Even if you think your porch area, garden, and backyard are clean and tidy, birds will always find twigs, leaves, and other things to help create their nesting spot.
So, have a good look around in your outdoor space and pick up anything that may be used by birds.
Make sure to do this clean-up process regularly because twigs and leaves reappear much quicker than you might anticipate.
5. Citrus Repellent
Birds don’t like certain smells, and citrus is one of them. A citrus-based repellent will work wonders in keeping birds away from the porch area.
Other smells birds don’t really appreciate at all are essential oils, cayenne pepper, garlic, and vinegar.
Of these smells, citrus and vinegar might be the best solution because humans typically don’t have any issues with them.
6. Reflective Tape
Wrapping reflective tape around sections of your porch, railings, or fences, is a simple yet very effective way to keep birds away from those areas.
- Durable Bird Flash Scare Ribbon for garden, yard, boat, Fruit trees, roofs,...
- Easy to Use DIY: Cut strips of flash tape and tie anywhere you want, such as...
- High Quality Materials : Bird control reflective tape has highly reflective...
Reflective tape typically has a bright diamond pattern reflecting the sunlight, often making a faint sound in the wind. This type of repellent is completely harmless to birds and typically keeps them away.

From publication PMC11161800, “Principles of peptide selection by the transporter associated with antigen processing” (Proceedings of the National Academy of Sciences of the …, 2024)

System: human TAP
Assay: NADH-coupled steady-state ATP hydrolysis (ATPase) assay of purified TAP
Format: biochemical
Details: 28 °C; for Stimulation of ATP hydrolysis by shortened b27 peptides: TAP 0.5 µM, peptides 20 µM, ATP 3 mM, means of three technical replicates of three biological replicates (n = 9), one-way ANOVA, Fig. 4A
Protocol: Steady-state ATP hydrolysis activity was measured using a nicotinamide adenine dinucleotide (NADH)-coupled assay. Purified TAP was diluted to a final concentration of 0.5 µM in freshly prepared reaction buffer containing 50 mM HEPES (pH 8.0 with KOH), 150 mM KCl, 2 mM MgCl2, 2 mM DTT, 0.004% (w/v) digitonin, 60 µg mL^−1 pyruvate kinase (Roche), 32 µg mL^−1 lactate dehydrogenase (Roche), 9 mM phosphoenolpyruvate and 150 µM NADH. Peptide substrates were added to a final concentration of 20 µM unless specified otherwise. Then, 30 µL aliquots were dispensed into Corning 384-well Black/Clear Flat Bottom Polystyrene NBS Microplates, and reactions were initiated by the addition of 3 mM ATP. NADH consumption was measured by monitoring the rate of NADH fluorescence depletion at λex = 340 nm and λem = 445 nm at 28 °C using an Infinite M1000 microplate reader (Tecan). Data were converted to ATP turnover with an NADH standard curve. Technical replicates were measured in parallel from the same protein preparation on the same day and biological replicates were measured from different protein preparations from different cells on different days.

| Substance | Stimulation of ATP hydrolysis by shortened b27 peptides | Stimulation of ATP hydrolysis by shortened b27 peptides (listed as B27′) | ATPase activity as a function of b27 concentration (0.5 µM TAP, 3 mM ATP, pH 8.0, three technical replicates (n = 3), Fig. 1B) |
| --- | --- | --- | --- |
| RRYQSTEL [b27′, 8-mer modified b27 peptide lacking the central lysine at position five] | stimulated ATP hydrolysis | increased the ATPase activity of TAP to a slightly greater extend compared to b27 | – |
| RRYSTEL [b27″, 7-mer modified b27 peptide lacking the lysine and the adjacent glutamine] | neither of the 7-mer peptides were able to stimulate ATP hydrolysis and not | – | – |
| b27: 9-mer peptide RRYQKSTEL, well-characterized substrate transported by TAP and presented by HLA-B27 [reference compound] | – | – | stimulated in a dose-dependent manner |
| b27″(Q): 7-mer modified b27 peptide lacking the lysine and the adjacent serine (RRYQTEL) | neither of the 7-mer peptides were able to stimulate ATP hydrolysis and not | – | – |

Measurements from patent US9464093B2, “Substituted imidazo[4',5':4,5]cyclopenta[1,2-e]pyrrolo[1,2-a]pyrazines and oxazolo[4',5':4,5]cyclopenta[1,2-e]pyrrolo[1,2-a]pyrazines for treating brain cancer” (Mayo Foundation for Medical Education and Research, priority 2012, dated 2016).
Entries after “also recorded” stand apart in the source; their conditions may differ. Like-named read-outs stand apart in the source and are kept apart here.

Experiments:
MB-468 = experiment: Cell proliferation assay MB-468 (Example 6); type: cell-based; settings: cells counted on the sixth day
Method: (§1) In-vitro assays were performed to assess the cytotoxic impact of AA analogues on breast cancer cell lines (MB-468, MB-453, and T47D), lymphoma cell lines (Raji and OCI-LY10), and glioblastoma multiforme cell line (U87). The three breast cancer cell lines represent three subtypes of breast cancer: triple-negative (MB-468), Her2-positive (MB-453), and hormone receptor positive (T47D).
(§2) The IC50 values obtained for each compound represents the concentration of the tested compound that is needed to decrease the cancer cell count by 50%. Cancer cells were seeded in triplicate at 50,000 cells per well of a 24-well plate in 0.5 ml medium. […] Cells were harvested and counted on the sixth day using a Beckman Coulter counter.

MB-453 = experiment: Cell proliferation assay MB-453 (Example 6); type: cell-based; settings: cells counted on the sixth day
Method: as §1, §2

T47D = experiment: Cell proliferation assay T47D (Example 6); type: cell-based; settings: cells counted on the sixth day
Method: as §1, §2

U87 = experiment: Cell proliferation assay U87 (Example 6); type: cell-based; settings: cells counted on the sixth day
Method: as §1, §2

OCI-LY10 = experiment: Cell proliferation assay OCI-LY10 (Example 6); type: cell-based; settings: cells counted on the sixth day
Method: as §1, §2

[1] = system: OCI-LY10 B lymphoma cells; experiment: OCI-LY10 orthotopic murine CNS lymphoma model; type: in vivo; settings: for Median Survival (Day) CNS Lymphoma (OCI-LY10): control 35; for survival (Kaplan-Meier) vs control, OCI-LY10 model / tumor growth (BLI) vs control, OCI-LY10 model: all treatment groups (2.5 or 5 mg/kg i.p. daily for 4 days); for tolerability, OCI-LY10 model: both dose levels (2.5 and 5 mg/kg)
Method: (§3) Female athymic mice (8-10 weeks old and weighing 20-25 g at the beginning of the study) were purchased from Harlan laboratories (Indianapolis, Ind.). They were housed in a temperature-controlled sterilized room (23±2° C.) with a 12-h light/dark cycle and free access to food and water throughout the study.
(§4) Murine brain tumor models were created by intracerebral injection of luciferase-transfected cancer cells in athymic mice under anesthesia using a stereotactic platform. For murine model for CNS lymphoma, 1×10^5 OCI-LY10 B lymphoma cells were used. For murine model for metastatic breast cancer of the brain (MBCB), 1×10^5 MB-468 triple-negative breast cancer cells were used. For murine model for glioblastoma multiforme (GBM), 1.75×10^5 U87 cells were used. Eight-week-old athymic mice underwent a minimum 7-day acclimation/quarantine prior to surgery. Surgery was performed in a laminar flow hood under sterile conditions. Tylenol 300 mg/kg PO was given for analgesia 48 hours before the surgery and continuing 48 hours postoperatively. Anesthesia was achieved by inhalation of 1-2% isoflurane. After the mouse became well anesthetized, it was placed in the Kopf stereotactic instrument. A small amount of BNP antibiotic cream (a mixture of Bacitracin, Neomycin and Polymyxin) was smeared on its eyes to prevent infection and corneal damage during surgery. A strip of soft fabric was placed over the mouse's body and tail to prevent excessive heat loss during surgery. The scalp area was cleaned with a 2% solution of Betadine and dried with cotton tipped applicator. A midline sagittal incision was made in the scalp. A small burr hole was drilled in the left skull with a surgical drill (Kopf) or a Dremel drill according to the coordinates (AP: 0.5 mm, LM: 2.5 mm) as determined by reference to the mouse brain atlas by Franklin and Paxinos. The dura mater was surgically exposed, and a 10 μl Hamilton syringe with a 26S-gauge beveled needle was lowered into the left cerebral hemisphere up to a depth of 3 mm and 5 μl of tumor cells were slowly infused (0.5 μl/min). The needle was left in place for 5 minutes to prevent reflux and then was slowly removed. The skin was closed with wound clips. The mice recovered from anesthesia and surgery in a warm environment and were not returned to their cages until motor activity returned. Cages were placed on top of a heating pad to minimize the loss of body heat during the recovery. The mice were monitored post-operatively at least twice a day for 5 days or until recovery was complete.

Reflective tape is not the only option, though. Any other reflective products, such as mirrors, CDs, and pinwheels, will help keep birds off your porch.
7. Bird Spikes
Birds typically do some “research” in an area before deciding to nest in a specific spot. They will try and perch to test out a nesting spot candidate.
Bird spikes are highly effective in keeping those birds away in that testing phase, so you won’t have a problem with birds trying to build nests.
Spikes come in various shapes and sizes. Some can simply be glued, while others will need to be drilled and mounted with screws.
8. Ultrasonic Device
Another idea is to use a device that emits ultrasonic sounds when birds, or other wildlife, come close to this device.
No products found.
I personally have never tried this method, but many people have claimed that it actually works really well.
Just be mindful that these devices not only “target” birds, but also other animals and pets such as dogs and cats.
9. Bird Netting
Use purpose-designed bird netting to close off open areas above or under the porch with the help of a staple gun.
This will prevent birds from choosing those secluded and hidden spaces to build their nests.
Copper mesh also works really well as a type of netting and is specifically useful to cover small areas such as narrow openings and holes.
Okay, this one is a bit of a tongue-in-cheek measure. But in all seriousness, if you have a cat at home, let it roam around the porch, and I can guarantee you that the area will remain bird free.
Once birds can see that there is a real predator lurking in the porch area, they’re going to stay away.
A dog can, of course, be helpful in this regard too, but a dog will have a more playful attitude towards birds, whereas a cat will instinctively try and prey on birds.